Dear 2018

You were the year of books, baseball parks, hard decisions, hot tears, and leaving. It’s hard to see past the earthquake of moving to Boston in July, but you held so many more tide-turning moments worth noting.

I watched as people close to my heart grieved deep losses in your first four months. Death is like somebody shattered an ice sculpture and we’re all frantically trying to pick up the millions of pieces. I couldn’t hold them close enough. Then I did some grieving of my own, packing the heavy furniture that I was sure would hold me down into a storage unit and leaving for Boston, away from my people, my rivers, my mountains, my comfort zone.Mountain Day happened as it always does when October rolls around, but it was just a little more special this time because of how much we all needed that time together to heal. Something shifted in us, something great. I’ll never forget it. I learned that the future is more than just something you show up for or arrive at; it’s also being stable enough to help take care of the people you love.

Two people I knew in college published books this year and I started one of my own. It has made me cry more times than I can count out of sheer gratitude for the people I’ve know and places I’ve lived. Somewhere in the midst of writing these stories and reading fifty-one books I found the answer to a question I’ve been asked countlessly: what do you want to do with your life? I want to share books and I believe I can do it.

2018, you taught me to find the ones who are consistent and cherish them. As I unpacked these stories from college and friendships that have shaped me, I started to see the people who have been right here beside me, steady for so long. I could not be more grateful or more undone by their love, their vulnerability, their strength, their truth, their presence.

You also taught me that I’m an Enneagram 7 which blew my mind and gave me an abundance of grace – for myself and others – that I didn’t know I needed. My emotions aren’t an accident and they aren’t all that I am. There are so many aspects of my personality I thought were mistakes or flaws, but as it turns out they are gifts. Grace is the color of redemption.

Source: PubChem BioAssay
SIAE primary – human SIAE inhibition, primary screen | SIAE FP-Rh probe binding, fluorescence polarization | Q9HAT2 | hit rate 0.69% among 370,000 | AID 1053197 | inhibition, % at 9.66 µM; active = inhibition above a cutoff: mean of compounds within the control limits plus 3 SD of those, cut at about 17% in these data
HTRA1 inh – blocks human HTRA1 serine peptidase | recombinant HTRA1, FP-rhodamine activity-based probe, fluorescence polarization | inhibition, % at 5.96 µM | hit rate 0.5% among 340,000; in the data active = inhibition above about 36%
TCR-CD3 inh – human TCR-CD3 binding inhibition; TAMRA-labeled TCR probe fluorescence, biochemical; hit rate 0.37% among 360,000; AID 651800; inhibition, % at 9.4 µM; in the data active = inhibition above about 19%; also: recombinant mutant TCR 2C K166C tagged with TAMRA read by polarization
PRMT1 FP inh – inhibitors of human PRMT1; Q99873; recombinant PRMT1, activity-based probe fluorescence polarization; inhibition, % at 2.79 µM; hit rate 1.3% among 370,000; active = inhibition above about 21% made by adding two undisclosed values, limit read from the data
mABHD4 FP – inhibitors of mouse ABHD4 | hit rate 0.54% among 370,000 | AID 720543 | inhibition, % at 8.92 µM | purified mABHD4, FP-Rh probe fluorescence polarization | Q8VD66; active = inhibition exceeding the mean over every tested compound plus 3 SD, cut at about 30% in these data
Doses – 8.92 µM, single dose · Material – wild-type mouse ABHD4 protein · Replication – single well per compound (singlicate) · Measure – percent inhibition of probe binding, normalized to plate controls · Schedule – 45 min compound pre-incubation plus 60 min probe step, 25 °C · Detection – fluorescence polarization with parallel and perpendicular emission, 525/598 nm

I traveled. Oh, have I traveled – to Chattanooga, Nashville, Seattle, Baltimore, Auburn, all the way up the east coast to Boston, and all over New England’s nooks and harbors. I’ve seen so many new places, so many high mountains and cozy valleys and ocean tides that have reminded me how small I am and how great, how great is our God.

Zora Neal Hurston says there are years that ask questions and years that answer. I’m not sure if you’ve asked more questions or provided more answers. It feels like a good bit of both. As heartbreaking as it was to uproot myself, I have realized what it feels like to come home and what it feels like to make a plan – a real one that spans more than the next few months. I learned how to dream again and hope again and fight for stability and direction instead of floating with the wind.

2018, you have broken and stretched me, catching countless tears and an endless number of cherished moments like donkeys in fly masks, snuggled babies, and the value in being still. You have given me perspective and you’ve taught me (just) an ounce of patience.

I’ve said over and over that this in-between place is a gift. Looking back, 2018, you were a year of in-betweens. You were a year of taking a few small steps to make a firm foundation for a bigger step. I moved out of my beloved 820 home and in with Tine just to move two months later. I took a side-hustle job that turned into a cherished friendship. Those Tuesday morning phone calls full of wrestling and all those hours sitting in Donna’s office trying to figure out my life or what to have for lunch have not gone unnoticed. The in-between is where grace happens, where foundations are built, where friendships are forged.

So onward into 2019 we go. Looking back, I’m really proud of myself. Proud that I made it. Proud that I did a hard thing, learned from my mistakes, and took a bold step forward. Honestly, I’m really proud of my tribe, too. They have walked some of the hardest roads, made some of the toughest decisions, and triumphed. You are my examples, my goals, my aspirations. I see the way you handle gritty seasons with poise and determination and I am nothing if not giddy in celebrating you and walking alongside you. I learn so, so much.

Looking forward, the next year will probably be a little daunting. I know there will be more change, but I’m excited for it, not scared. I feel like I’m on the offensive rather than defensive for the first time in a long time. Stable. Ready. New England has treasures I’ve yet to uncover and plane tickets to Scotland are pretty cheap from here. I’ve got friends to host, Vermont adventures waiting, Broadway shows to see, and at least a half dozen more trips to Maine. Oh, and I’ve got a bookstore to pursue.

2018, thanks for everything.

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